Jason Isbell on The Nashville Sound and Country Music’s Responsibility

“I’m Hoping I’m Speaking to More Than One Generation”

Outside the RCA B recording studio on Music Row, there is a monument marker erected by Nashville’s historical commission that tells visitors of producer and guitarist Chet Atkins and the music that was made there.

The studio was established in Nov., 1957 with offices run by Atkins. And in its heyday through the ’60s, Elvis Presley, the Everly Brothers, Roy Orbison, Dolly Parton, Jim Reeves and many others recorded there, establishing the site as ground zero for the Nashville Sound.

At the time, the Nashville Sound was a new form of popular music that had a middle of the road sound that would preserve the country aesthetic but that would also appeal to a broader audience that knew no experience of rural life.

It was a moment reading that same monument marker when Jason Isbell felt the initial spark of inspiration for the title of his latest album with the 400 Unit.

“I like things that open themselves up to multiple layers of meaning,” Isbell said over the phone during our CMT.com interview while on a break from cutting his yard. “And seeing, ’Recorded at the home of the Nashville Sound,’ on the backs of all the albums that came out in those days, I thought, ’That means something different to me now.’ And if it means something different to me, then we might as well say it means something different. So, I’m going to sort of take ownership of that. And try maybe to explain at least to my listeners that there’s a lot more going on here than meets the eye.”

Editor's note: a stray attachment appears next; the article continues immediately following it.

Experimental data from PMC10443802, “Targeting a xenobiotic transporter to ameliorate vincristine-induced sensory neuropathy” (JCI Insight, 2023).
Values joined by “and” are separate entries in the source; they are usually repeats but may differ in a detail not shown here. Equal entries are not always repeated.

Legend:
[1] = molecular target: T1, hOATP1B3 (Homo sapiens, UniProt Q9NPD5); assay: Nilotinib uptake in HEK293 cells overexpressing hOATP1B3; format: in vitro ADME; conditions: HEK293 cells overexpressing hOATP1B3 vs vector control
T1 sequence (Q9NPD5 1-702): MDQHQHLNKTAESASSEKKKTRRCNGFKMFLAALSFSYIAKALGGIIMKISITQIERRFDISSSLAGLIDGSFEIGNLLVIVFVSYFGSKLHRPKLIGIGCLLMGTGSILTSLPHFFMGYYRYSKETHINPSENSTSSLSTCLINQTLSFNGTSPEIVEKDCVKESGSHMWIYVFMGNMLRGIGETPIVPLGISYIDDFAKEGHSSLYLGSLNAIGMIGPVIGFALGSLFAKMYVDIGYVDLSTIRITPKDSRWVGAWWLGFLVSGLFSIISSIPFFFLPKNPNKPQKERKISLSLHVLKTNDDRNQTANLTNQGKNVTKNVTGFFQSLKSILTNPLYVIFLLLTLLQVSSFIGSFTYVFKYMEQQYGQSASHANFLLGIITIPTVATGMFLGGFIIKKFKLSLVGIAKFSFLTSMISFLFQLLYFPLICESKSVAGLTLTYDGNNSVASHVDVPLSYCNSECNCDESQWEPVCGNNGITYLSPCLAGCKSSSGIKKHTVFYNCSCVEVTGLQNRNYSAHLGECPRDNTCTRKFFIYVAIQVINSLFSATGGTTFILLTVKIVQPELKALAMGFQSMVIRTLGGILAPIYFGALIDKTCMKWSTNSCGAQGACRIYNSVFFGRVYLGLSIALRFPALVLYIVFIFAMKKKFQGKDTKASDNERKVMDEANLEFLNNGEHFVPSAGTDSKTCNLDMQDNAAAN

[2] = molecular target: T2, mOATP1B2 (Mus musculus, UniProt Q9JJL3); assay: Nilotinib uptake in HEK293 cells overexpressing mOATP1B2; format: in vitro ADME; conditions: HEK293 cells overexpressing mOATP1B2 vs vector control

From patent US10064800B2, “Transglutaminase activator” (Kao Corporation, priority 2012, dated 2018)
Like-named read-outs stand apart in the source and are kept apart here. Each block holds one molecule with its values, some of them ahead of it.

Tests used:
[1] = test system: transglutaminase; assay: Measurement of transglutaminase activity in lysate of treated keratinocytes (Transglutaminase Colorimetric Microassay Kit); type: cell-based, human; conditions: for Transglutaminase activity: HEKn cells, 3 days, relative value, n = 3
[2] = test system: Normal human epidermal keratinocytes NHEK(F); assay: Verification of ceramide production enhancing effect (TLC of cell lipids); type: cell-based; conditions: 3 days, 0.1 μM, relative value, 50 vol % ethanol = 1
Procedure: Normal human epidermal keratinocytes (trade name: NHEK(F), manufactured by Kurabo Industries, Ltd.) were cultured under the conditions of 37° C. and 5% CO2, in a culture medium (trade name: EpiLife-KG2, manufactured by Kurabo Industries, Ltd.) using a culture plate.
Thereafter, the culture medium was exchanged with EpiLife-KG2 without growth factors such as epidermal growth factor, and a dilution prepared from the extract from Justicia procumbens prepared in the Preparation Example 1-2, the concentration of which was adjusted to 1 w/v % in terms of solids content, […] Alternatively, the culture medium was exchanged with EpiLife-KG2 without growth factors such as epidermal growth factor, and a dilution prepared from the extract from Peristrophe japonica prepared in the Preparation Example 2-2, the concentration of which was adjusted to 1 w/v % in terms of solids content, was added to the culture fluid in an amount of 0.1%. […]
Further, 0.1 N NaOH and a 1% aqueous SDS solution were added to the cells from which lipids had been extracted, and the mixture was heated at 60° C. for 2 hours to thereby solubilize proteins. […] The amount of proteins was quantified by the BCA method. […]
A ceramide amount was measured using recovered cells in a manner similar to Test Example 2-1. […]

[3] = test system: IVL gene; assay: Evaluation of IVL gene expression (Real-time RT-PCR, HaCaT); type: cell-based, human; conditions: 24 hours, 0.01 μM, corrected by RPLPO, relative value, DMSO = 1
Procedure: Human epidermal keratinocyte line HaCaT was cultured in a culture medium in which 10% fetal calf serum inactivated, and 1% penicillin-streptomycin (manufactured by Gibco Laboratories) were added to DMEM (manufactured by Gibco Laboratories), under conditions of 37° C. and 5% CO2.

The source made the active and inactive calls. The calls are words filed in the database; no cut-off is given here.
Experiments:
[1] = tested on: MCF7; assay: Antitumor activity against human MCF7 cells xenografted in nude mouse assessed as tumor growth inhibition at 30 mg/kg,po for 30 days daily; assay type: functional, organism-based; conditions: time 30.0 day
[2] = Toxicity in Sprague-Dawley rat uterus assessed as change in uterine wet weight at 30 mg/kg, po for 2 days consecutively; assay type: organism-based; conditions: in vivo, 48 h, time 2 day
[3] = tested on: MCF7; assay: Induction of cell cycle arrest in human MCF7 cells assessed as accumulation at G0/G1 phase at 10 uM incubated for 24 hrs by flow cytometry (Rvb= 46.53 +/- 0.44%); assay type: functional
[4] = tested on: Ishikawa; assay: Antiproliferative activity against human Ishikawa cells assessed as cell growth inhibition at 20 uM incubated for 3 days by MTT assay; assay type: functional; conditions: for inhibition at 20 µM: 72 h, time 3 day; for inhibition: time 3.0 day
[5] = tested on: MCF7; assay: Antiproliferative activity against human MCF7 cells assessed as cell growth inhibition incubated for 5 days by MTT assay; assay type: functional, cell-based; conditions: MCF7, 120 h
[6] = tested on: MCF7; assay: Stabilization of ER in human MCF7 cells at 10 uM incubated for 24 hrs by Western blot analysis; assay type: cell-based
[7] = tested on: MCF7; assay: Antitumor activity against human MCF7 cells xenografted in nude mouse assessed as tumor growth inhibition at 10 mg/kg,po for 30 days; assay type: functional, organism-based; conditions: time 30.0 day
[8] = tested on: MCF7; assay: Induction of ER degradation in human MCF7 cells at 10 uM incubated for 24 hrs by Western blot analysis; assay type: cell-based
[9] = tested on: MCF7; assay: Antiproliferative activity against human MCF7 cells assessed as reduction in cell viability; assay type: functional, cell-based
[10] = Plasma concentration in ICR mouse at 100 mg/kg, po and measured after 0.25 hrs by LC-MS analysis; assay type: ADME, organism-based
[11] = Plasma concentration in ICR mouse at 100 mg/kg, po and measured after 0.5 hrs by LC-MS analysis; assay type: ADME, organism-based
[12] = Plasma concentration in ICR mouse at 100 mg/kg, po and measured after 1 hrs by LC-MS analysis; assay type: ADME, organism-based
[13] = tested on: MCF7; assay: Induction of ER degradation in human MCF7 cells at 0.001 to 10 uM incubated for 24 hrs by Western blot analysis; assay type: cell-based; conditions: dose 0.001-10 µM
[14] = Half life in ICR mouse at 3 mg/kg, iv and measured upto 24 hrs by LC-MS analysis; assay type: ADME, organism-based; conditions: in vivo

Isbell and the 400 Unit’s Nashville Sound was recorded over two weeks at the larger RCA A studio, which was opened next door in 1964 following Studio B’s success. The 10-song collection’s producer, Dave Cobb, is the current producer in residence at RCA A where he recorded the Southern Family compilation, Chris Stapleton’s Grammy-winning Traveller and Stapleton’s From A Room double album.

“I think that definitely what Dave Cobb is doing at that studio, and before that at Sound Emporium and his house, is definitely reinventing what people see of country music. With Chris’ success, you can’t deny that country music sounds different now than it did a year ago or two years ago or three years ago.

“I’m not really trying to draw a line,” Isbell added. “I’m just seeing the lines that are already there, and trying to say, ’Hey, everybody. Do you see this, too?'”

Isbell also mentioned other musicians who are contributing to a current reinvention of the Nashville Sound, listing the Black Keys, Paramore and Jack White as just a few of the acts who are active in today’s local music community.

“There’s all kinds of music that’s coming out of Nashville now that doesn’t have anything to do with what’s become traditionally popular country music,” Isbell said. “I like seeing the blend of all these things. I like seeing all the genres merge and move and I like to see people moving in a direction of musical and creative honesty.”

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